- Traditional practices of maintaining indigenous biodiversity are in danger as a result of stresses caused by climate change and human activities.
- South Africa’s Department of Agriculture, Forestry and Fisheries, in collaboration with Bioversity International, implements a national community seed bank strategy to support smallholders in preservation and multiplication practices for seeds of local importance.
- Women farmers are playing a key role in the management of the pilot community seed banks.
Farmers have traditionally maintained local seeds, and through them biodiversity, using indigenous knowledge passed through generations. Farmers select, plant, harvest, clean, and store seeds to feed their families today and in the future. They also exchange and share seeds with their neighbors, friends, and relatives. However, these traditional practices are eroding as a result of increased commercialization of agriculture and, in many areas, urban migration of the younger generation. Heat, drought, and poverty threaten crops, especially in marginal areas important to many smallholder farmers. Due to prolonged periods of drought, many households have lost their stocks of traditional seeds.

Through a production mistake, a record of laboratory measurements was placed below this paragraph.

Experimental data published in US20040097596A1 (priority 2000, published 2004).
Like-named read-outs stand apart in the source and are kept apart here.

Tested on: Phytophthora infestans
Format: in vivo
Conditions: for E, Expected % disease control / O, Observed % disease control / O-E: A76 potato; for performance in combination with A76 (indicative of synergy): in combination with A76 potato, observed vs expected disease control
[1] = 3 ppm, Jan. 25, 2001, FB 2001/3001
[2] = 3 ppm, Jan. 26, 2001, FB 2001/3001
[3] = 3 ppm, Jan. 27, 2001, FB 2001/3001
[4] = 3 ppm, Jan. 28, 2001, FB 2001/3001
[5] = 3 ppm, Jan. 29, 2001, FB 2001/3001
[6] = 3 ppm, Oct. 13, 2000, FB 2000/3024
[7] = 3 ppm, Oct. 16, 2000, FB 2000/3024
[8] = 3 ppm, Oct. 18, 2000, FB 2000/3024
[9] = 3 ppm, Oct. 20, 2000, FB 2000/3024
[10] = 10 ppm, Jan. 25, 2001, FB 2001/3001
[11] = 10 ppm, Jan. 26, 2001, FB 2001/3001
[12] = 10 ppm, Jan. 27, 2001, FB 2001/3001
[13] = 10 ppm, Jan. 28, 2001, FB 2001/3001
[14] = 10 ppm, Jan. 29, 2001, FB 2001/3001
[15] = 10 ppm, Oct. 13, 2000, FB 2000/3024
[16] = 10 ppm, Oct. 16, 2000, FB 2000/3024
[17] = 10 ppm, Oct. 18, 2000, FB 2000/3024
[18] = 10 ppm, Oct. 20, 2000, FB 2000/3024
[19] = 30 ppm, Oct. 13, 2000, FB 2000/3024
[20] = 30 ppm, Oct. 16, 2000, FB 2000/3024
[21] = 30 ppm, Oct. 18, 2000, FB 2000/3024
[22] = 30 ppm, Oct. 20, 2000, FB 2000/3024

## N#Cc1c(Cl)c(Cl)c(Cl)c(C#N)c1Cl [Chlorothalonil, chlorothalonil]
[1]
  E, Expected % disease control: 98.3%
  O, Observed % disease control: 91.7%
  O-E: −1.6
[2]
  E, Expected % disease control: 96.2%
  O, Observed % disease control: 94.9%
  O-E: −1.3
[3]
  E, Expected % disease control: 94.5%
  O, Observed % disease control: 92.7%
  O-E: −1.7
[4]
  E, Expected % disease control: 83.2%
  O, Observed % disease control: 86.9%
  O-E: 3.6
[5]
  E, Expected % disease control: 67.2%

In response, South Africa’s Department of Agriculture, Forestry and Fisheries, with technical assistance from Bioversity International provided under the CGIAR Research Program on Policies, Institutions, and Markets, has begun to support community seed banks. The objective is to help local smallholder communities revive and improve their traditional seed-saving practices for the sake of food security, sustainable agriculture, and conservation of the country’s agricultural biodiversity.
Download the note to learn more (pdf, 184 KB)
IFPRI. 2016. South Africa implements a national strategy to support community seed banks. PIM Outcome Note. Washington, D.C.: International Food Policy Research Institute (IFPRI). http://ebrary.ifpri.org/cdm/ref/collection/p15738coll2/id/130727